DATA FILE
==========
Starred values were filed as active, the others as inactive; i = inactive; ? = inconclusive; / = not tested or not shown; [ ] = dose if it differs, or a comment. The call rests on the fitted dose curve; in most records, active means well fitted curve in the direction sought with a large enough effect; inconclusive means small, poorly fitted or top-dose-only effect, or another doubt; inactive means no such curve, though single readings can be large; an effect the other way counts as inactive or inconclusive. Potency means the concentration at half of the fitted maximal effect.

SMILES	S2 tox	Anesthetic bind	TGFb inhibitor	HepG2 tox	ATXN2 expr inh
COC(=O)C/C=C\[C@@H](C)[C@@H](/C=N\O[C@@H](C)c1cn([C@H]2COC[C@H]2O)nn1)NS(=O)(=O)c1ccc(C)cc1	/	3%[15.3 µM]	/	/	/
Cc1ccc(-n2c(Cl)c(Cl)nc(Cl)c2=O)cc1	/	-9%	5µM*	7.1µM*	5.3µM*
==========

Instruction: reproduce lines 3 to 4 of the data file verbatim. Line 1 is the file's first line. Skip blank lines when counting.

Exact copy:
COC(=O)C/C=C\[C@@H](C)[C@@H](/C=N\O[C@@H](C)c1cn([C@H]2COC[C@H]2O)nn1)NS(=O)(=O)c1ccc(C)cc1	/	3%[15.3 µM]	/	/	/
Cc1ccc(-n2c(Cl)c(Cl)nc(Cl)c2=O)cc1	/	-9%	5µM*	7.1µM*	5.3µM*